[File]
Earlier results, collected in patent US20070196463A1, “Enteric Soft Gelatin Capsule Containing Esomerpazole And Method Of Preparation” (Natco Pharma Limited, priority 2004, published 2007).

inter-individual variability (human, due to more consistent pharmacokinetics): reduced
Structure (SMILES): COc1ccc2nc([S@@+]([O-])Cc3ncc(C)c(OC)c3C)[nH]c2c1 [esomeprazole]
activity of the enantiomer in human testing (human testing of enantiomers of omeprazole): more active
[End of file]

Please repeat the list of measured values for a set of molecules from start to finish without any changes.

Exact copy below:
Earlier results, collected in patent US20070196463A1, “Enteric Soft Gelatin Capsule Containing Esomerpazole And Method Of Preparation” (Natco Pharma Limited, priority 2004, published 2007).

inter-individual variability (human, due to more consistent pharmacokinetics): reduced
Structure (SMILES): COc1ccc2nc([S@@+]([O-])Cc3ncc(C)c(OC)c3C)[nH]c2c1 [esomeprazole]
activity of the enantiomer in human testing (human testing of enantiomers of omeprazole): more active